Conservatives have Georgia on their minds.
With Republican Rep. Jack Kingston’s announcement this week that he will run for Senate, the state is on track to have three open House seats and an open Senate race in 2014. The unusual confluence of races without an incumbent has movement conservatives dreaming of consolidating power in the Southern state next year.
“There are some opportunities in other states but not quite like Georgia,” said Russ Walker, who runs the super PAC for FreedomWorks, a tea-party-aligned group.
At the top of the conservatives’ wish list is replacing retiring Republican Sen. Saxby Chambliss, who has publicly flirted with raising taxes as part of a grand budget accord with Democrats, with an unrepentant hard-liner.
Already, three sitting Republican members of Georgia's House delegation have jumped into the race to replace Chambliss—Kingston and Reps. Phil Gingrey and Paul Broun. Their entrances, in turn, have translated into three open House seats.
“There’s no doubt that Georgia represents a great opportunity for conservatives, both in the House and the Senate,” said Dan Holler, a spokesman for Heritage Action, the political arm affiliated with the Heritage Foundation, a conservative think tank.
All three congressman running for the Senate seat regularly rank on scorecards as more conservative than the average House Republican. Broun scored a 96-percent rating from Heritage Action, for example, and was one of only three House Republicans last year to receive a 100-percent rating from the Club for Growth, the conservative antitax group. Gingrey is often not far behind, scoring 85 percent from Heritage and 89 percent from the Club.
Kingston, who sits on the powerful House Appropriations Committee, has rated slightly lower (he scored a 71 percent on Heritage’s scorecard). But as he entered the race this week, he vowed that he “will yield no ground to any of my opponents as to who is the most conservative.”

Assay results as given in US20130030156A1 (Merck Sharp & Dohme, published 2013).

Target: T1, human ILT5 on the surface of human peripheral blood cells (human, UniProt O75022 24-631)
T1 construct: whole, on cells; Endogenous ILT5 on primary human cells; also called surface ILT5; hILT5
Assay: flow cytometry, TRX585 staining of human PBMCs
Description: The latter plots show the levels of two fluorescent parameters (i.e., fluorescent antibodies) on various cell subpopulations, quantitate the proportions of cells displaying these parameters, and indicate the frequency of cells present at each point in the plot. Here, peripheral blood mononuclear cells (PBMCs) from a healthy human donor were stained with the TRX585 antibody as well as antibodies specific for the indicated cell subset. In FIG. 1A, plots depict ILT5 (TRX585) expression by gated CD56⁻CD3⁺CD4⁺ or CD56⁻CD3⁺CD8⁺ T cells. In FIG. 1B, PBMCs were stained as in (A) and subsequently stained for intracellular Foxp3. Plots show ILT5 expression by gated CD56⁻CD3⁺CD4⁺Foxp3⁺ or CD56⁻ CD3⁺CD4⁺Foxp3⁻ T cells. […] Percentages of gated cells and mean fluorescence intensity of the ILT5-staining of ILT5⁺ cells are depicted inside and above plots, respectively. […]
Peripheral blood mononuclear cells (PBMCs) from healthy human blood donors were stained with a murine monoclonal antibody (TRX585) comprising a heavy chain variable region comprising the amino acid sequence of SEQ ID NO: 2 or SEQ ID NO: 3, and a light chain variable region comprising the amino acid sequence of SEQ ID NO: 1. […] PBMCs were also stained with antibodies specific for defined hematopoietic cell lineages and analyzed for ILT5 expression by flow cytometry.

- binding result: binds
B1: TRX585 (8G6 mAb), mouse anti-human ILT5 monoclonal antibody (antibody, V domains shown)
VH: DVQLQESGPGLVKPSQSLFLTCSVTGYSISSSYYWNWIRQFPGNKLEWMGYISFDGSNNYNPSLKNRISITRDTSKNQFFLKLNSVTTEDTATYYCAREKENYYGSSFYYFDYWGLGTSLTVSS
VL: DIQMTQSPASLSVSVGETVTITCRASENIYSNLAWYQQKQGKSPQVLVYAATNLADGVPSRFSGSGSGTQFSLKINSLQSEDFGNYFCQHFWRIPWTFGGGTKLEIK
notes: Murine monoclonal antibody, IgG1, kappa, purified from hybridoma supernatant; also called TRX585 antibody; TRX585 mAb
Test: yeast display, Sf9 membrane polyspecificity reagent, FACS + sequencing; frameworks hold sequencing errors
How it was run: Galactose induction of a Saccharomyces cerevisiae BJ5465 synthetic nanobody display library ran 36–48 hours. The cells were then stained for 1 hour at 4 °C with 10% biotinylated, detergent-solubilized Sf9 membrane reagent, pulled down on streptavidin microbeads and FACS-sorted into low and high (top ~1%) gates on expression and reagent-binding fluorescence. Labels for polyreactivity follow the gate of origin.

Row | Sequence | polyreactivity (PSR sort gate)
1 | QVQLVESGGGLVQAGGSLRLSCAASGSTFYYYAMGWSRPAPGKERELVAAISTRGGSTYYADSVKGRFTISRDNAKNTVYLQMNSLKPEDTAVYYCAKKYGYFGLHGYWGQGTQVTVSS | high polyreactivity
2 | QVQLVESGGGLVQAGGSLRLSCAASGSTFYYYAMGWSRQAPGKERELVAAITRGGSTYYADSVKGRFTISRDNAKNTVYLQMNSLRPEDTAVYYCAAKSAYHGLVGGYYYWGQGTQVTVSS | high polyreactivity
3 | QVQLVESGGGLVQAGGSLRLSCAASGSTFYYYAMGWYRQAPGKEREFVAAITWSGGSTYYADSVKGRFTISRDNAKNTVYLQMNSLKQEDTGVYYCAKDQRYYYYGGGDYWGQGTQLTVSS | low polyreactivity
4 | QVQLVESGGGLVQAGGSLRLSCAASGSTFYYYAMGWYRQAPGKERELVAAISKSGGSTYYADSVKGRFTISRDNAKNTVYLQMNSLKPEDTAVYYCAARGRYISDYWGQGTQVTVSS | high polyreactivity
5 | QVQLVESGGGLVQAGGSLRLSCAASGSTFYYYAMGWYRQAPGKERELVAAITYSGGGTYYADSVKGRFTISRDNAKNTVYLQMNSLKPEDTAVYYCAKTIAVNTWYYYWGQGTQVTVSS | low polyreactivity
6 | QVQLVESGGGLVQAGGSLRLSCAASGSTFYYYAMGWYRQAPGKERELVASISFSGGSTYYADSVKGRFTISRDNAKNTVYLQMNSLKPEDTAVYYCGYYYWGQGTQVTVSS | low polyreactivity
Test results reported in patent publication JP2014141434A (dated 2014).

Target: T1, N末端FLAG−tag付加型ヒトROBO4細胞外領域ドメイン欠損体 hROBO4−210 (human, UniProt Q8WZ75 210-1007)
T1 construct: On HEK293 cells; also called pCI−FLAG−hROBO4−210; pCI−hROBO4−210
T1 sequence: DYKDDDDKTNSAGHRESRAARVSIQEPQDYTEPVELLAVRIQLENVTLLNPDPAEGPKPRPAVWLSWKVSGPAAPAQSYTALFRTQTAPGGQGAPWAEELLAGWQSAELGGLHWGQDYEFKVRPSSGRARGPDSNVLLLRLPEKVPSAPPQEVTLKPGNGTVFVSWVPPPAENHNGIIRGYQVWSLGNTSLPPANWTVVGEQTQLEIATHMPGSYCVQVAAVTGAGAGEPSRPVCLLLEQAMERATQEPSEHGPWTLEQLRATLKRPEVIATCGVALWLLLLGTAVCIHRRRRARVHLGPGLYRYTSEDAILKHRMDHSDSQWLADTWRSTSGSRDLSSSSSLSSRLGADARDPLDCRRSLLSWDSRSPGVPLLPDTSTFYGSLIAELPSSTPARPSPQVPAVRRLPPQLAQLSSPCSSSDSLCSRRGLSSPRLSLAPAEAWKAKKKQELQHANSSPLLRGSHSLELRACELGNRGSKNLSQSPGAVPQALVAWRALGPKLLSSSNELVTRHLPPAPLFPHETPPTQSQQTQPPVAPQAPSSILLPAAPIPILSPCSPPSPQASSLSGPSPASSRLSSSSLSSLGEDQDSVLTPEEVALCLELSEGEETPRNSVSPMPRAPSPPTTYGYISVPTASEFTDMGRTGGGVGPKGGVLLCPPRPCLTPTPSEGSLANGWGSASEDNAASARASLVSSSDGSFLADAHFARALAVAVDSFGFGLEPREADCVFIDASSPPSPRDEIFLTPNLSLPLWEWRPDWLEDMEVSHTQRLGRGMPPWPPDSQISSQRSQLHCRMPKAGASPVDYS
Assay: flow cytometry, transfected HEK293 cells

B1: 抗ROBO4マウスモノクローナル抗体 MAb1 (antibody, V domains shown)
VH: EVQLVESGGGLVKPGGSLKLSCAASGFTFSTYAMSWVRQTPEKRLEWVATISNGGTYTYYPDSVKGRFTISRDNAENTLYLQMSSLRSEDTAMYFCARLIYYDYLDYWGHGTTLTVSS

“We’re watching the Senate race closely. It’s an important race to us,” Walker said. “We see it as an opportunity to find somebody who is more closely aligned to us on policy.”
Walker said the current field is likely to have more than one such candidate. “The question becomes about message delivery, and the way they carry themselves and the way they talk,” he said.
The concern for some in the GOP establishment is that conservatives aren’t the only ones eyeing Chambliss’s seat. In a year with few vulnerable Republicans on the ballot, Senate Democrats consider Georgia’s open seat to be one of their party’s best plays. Democrats have courted Rep. John Barrow, D-Ga., and Michelle Nunn, the daughter of former Sen. Sam Nunn, to run.
“It is one of our top pick-up opportunities of our cycle,” said Justin Barasky, a spokesman for the Democratic Senatorial Campaign Committee.
Barasky said the race to the right in the Senate GOP primary will only help the Democrats’ cause. “You’re either going to have someone who’s already positioned on the extreme right or someone who has to position themselves on the extreme right to win a primary,” he said.
With the Senate GOP field mostly formed, the primaries to replace Kingston, Gingrey, and Broun have been slower to develop. Barney Keller, a spokesman for the Club for Growth, said his group had yet to interview candidates in any of the three races.
Still, the rare chance at three open seats in a Southern state that The Cook Political Report rates as solidly Republican is alluring. “Obviously, open Republican seats are our bread and butter and we’d look at those seats before almost anything,” Keller said.
This article appears in the May 3, 2013 edition of NJ Daily.
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